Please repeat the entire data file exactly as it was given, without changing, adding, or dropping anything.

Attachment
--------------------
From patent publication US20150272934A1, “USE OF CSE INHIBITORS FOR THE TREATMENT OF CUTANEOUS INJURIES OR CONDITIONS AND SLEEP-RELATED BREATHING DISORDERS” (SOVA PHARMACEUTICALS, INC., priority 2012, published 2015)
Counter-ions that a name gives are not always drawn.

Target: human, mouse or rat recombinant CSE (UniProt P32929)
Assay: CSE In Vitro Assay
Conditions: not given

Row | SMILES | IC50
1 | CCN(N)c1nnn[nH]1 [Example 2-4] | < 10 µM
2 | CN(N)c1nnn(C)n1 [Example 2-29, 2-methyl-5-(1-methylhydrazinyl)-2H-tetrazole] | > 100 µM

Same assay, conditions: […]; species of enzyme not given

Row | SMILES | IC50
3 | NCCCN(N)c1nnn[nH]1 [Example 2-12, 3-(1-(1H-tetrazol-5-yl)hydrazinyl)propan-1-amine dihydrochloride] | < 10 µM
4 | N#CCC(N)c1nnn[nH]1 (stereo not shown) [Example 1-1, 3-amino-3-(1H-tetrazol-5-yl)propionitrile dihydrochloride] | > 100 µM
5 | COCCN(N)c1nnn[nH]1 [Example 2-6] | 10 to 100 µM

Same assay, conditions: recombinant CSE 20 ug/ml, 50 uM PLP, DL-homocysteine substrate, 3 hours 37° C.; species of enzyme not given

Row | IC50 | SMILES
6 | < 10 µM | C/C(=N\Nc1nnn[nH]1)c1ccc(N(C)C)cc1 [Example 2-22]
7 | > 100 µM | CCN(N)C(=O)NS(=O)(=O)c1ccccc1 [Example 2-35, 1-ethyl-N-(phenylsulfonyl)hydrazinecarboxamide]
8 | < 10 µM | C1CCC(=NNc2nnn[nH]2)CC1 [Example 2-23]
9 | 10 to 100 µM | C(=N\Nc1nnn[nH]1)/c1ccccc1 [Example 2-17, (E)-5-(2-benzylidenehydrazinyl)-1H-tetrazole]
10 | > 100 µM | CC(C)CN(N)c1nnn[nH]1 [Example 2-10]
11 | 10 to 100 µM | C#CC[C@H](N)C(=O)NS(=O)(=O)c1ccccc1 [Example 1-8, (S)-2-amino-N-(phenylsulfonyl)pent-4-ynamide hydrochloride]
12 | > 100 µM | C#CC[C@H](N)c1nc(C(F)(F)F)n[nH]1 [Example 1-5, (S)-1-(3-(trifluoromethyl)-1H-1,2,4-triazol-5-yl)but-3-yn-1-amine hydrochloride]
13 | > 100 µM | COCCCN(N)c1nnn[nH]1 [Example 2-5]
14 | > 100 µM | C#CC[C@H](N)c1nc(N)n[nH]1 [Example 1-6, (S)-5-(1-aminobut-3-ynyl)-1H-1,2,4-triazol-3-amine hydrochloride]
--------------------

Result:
From patent publication US20150272934A1, “USE OF CSE INHIBITORS FOR THE TREATMENT OF CUTANEOUS INJURIES OR CONDITIONS AND SLEEP-RELATED BREATHING DISORDERS” (SOVA PHARMACEUTICALS, INC., priority 2012, published 2015)
Counter-ions that a name gives are not always drawn.

Target: human, mouse or rat recombinant CSE (UniProt P32929)
Assay: CSE In Vitro Assay
Conditions: not given

Row | SMILES | IC50
1 | CCN(N)c1nnn[nH]1 [Example 2-4] | < 10 µM
2 | CN(N)c1nnn(C)n1 [Example 2-29, 2-methyl-5-(1-methylhydrazinyl)-2H-tetrazole] | > 100 µM

Same assay, conditions: […]; species of enzyme not given

Row | SMILES | IC50
3 | NCCCN(N)c1nnn[nH]1 [Example 2-12, 3-(1-(1H-tetrazol-5-yl)hydrazinyl)propan-1-amine dihydrochloride] | < 10 µM
4 | N#CCC(N)c1nnn[nH]1 (stereo not shown) [Example 1-1, 3-amino-3-(1H-tetrazol-5-yl)propionitrile dihydrochloride] | > 100 µM
5 | COCCN(N)c1nnn[nH]1 [Example 2-6] | 10 to 100 µM

Same assay, conditions: recombinant CSE 20 ug/ml, 50 uM PLP, DL-homocysteine substrate, 3 hours 37° C.; species of enzyme not given

Row | IC50 | SMILES
6 | < 10 µM | C/C(=N\Nc1nnn[nH]1)c1ccc(N(C)C)cc1 [Example 2-22]
7 | > 100 µM | CCN(N)C(=O)NS(=O)(=O)c1ccccc1 [Example 2-35, 1-ethyl-N-(phenylsulfonyl)hydrazinecarboxamide]
8 | < 10 µM | C1CCC(=NNc2nnn[nH]2)CC1 [Example 2-23]
9 | 10 to 100 µM | C(=N\Nc1nnn[nH]1)/c1ccccc1 [Example 2-17, (E)-5-(2-benzylidenehydrazinyl)-1H-tetrazole]
10 | > 100 µM | CC(C)CN(N)c1nnn[nH]1 [Example 2-10]
11 | 10 to 100 µM | C#CC[C@H](N)C(=O)NS(=O)(=O)c1ccccc1 [Example 1-8, (S)-2-amino-N-(phenylsulfonyl)pent-4-ynamide hydrochloride]
12 | > 100 µM | C#CC[C@H](N)c1nc(C(F)(F)F)n[nH]1 [Example 1-5, (S)-1-(3-(trifluoromethyl)-1H-1,2,4-triazol-5-yl)but-3-yn-1-amine hydrochloride]
13 | > 100 µM | COCCCN(N)c1nnn[nH]1 [Example 2-5]
14 | > 100 µM | C#CC[C@H](N)c1nc(N)n[nH]1 [Example 1-6, (S)-5-(1-aminobut-3-ynyl)-1H-1,2,4-triazol-3-amine hydrochloride]